Evaluation of the performance of a pairs trading strategy of JSE listed firms

Naicker, Shreelin January 2016 (has links)
A research report submitted to the Faculty of Commerce, Law and Management, University of the Witwatersrand, in partial fulfilment of the requirements for the degree of Master of Finance and investment. Johannesburg, 2015 / A pairs trading strategy is a market neutral trading strategy that tries to make a profit by making use of inefficiencies in financial markets. In the equity pairs trading context, a market neutral strategy, is a strategy that hedges against both market and sector risk. According to the efficient market theory in its weak form, a pairs trading strategy should not produce positive returns since the actual stock price is reflected in its past trading data. The main objective of this paper is to examine the performance and risk of an equity pairs trading strategy in an emerging market context using daily, weekly and monthly prices on the Johannesburg Securities Exchange over the period 1994 to 2014. A bootstrap method is used determine whether returns from the strategy can be attributed to skill rather than luck. / MT2016

Dividend yield investment strategies in the South African stock market

Erasmus, Nelmarie 26 August 2013 (has links)
Thesis (M.M. (Finance & Investment))--University of the Witwatersrand, Faculty of Commerce, Law and Management, Graduate School of Business Administration, 2013. / The subject of this study posits the profitability of an investment strategy focused on high-dividend yielding securities from the South African stock market over the period of 10 years from 2002 to 2012. The study follows an expected dividend yield model, similar to the model proposed by Hsu and Lin (2010), for the construction of a high-dividend yielding portfolio. Financial data of listed companies’ dividends and other financial information is used to estimate these expected current dividend yields by employing multiple regression analysis. It is suggested that these expected yields better reflect companies’ future profitability than traditional current dividend yields. The results of the study show that the performance differences between the portfolios based on the expected dividend yield model and the benchmark portfolios are significant; however the tests of the model suggest that the model is not a good fit for the data.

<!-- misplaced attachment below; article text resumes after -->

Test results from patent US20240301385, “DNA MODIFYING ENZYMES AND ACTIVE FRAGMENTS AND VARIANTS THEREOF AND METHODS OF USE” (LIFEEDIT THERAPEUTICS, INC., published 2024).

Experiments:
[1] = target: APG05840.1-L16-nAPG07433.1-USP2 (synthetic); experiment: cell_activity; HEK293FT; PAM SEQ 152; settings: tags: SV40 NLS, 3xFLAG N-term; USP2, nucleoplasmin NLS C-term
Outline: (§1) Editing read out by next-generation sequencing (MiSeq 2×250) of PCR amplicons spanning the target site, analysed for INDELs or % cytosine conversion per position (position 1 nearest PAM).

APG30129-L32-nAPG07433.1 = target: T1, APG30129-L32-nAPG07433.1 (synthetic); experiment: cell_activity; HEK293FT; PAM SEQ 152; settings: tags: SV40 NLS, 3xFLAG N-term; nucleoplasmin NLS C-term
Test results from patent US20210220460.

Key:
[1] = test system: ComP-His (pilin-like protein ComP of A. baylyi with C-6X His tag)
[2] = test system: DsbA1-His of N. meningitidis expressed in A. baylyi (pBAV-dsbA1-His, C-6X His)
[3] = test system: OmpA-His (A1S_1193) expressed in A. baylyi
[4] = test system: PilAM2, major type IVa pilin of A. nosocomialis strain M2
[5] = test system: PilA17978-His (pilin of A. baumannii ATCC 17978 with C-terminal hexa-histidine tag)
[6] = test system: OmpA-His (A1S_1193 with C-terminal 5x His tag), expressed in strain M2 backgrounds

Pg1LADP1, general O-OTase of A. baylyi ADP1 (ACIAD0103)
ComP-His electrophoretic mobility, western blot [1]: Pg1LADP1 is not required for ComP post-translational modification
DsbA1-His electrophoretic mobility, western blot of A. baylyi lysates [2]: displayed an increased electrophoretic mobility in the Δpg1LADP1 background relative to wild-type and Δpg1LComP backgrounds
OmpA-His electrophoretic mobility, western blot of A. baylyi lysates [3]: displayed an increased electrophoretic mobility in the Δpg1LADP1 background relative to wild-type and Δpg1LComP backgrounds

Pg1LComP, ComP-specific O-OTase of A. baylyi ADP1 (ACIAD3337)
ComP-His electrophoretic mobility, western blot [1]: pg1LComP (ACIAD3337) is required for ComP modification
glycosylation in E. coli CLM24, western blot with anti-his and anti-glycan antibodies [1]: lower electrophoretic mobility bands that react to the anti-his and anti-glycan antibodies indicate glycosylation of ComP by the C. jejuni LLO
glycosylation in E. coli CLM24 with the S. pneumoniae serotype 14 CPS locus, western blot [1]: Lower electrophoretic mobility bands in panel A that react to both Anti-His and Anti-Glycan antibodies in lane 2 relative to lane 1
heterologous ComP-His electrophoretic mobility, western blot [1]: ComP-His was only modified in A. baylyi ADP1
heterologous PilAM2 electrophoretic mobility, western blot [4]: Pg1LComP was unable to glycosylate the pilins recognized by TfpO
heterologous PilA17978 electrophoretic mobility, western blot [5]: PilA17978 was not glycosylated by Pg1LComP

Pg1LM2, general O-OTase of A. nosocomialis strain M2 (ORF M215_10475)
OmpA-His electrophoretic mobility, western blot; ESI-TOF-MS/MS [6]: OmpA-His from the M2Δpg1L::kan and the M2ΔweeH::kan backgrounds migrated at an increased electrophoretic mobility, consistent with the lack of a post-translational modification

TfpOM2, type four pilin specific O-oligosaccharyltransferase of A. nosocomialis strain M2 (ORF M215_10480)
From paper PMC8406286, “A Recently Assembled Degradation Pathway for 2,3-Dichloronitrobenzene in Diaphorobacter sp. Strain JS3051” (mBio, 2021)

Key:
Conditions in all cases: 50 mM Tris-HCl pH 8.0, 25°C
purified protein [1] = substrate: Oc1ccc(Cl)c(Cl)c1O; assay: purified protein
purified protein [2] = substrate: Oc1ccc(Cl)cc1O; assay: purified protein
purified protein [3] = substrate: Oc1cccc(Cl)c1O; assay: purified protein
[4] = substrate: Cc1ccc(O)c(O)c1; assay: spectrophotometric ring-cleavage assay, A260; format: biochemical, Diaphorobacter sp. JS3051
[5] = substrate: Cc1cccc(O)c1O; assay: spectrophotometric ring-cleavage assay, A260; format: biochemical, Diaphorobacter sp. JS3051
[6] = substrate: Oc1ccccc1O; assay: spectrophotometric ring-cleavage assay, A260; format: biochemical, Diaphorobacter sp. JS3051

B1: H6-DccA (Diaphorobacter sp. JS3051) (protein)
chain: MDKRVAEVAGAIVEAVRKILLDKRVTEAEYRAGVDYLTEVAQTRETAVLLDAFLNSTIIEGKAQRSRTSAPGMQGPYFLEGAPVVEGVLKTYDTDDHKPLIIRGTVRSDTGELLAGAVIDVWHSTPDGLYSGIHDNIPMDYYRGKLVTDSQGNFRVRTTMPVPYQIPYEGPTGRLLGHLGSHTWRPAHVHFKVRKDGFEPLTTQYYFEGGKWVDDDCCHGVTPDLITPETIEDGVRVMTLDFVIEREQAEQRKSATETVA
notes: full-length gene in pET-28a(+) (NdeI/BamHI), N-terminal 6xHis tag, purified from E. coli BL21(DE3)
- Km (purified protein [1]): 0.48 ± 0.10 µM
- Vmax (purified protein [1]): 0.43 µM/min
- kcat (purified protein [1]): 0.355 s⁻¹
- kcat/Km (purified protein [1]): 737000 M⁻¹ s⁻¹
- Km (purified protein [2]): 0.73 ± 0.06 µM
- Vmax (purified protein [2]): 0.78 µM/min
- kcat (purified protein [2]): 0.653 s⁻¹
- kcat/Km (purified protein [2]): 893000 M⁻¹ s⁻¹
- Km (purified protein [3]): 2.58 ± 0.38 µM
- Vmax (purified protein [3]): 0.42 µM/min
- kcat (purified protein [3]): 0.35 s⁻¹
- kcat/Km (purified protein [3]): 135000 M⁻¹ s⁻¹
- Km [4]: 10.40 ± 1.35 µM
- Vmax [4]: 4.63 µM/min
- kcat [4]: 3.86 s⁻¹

Share issues and repurchases related to equity market timing on the JSE

Potgieter, Fahmida 29 January 2016 (has links)